“It was just nuts,” she said. “It’s not the way I recommend getting into the sport.”

After that, 10k felt short. And she realized that she had the mental strength for open water swimming. Over the course of two hours in the water, “you’re definitely doubting yourself a lot during it,” she said. “Every race, you have to overcome those doubts and, overall, all your negativity.”

Despite her early success in open water, the Olympics were not on Haley’s radar.

“It was always our dream,” she said, “but it didn’t really seem like a goal at the time. It wasn’t something that seemed attainable.”


Haley Anderson arrives for the 2014 Golden Goggle Awards at the Marriott Marquis Times Square on Nov. 24, 2014 in New York City.

In fact, it didn’t seem like a realistic goal until June 9, 2012, when she won the FINA Olympic Marathon Swim Qualifier in Portugal. Alyssa qualified 19 days later at the 2012 U.S. Olympic Team Trials.

While Alyssa competed in London during the first week of the Games, Haley was at a pre-Olympic training camp in Canada. Her event would be held eight days later. She had to watch her sister achieve her dream on TV. When she arrived in London, she saw Alyssa’s gold medal and was “in shock.”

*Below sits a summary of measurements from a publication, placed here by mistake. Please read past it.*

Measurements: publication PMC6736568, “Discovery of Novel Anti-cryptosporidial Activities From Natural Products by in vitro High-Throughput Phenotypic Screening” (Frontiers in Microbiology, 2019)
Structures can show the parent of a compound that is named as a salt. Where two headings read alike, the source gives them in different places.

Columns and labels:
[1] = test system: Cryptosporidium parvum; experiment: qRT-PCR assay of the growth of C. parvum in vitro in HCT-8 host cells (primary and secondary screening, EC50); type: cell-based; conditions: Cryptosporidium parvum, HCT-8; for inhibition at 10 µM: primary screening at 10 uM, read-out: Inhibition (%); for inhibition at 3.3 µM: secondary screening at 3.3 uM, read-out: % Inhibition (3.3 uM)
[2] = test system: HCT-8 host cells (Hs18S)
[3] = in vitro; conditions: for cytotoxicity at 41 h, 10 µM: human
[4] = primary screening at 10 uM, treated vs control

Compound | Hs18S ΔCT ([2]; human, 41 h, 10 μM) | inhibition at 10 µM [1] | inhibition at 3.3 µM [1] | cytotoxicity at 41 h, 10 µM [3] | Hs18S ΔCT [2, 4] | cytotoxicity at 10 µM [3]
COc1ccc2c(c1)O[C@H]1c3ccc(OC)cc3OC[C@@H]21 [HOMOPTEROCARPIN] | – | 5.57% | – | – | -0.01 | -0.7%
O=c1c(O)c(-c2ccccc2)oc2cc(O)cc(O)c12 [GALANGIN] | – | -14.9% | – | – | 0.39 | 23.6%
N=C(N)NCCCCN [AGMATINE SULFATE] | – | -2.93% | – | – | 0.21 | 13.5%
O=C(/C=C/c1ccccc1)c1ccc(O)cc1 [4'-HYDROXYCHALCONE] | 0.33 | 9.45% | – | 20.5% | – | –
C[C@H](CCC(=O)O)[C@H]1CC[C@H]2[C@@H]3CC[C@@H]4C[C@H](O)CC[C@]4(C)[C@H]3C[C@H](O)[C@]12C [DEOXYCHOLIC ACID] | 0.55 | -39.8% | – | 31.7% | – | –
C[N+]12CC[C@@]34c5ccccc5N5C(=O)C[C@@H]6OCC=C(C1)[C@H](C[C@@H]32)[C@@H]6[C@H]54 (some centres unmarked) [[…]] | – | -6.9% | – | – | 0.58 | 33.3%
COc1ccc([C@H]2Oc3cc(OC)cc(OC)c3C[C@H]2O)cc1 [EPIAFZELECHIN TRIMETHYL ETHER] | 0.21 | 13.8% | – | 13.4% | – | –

Then Haley dove into the Serpentine in London’s Hyde Park for her own chance at an Olympic medal. Still a relative newcomer in open water swimming, she wasn’t on the public’s radar.

But as the race unfolded, sibling rivalry helped her push through the pain.

“Alyssa’s got a gold medal,” she thought, “I can’t go home with nothing.”

With a surge in the race’s final meters, Haley came within 0.4 seconds of winning and took home a silver medal.

She climbed out of the water, saw her whole family in the stands and received “the best hug” from Alyssa — her favorite memory from the London Games.

After the 2012 Games, Alyssa retired from swimming. But the close finish in London motivated Haley to keep swimming.

“Over the past three years, I keep thinking about that 0.4,” she said. “Over two hours, that’s nothing. That is so close.”

Since London, Haley has won gold in the 5k at 2013 world championships and another gold in the 10k at the 2014 Pan Pacific Championships.

This weekend, she will compete in the FINA World Cup in Mexico, then return to the U.S. Olympic Training Center in Colorado Springs, Colorado, for high-altitude training.

In Kazan, Russia, from July 24-Aug. 9, 2015, she would like to defend her 5k world title. But her priority is to finish top 10 in the 10k and secure a spot for Rio.

“It’s easier in my head saying top 10,” she said. “Hopefully I do better than top 10.”

Asked if her goal is gold in Rio, she doesn’t like to make brash statements. It creates too much pressure.

“My goals are definitely internal,” she said. “I’m always really scared telling people my goals. Sometimes I don’t even tell my coaches.”

But then she added, quietly, “Getting silver last time, it would be nice to get gold.”

A freelance writer based in Vermont, Peggy Shinn has covered three Olympic Games. She has contributed to TeamUSA.org since its inception in 2008.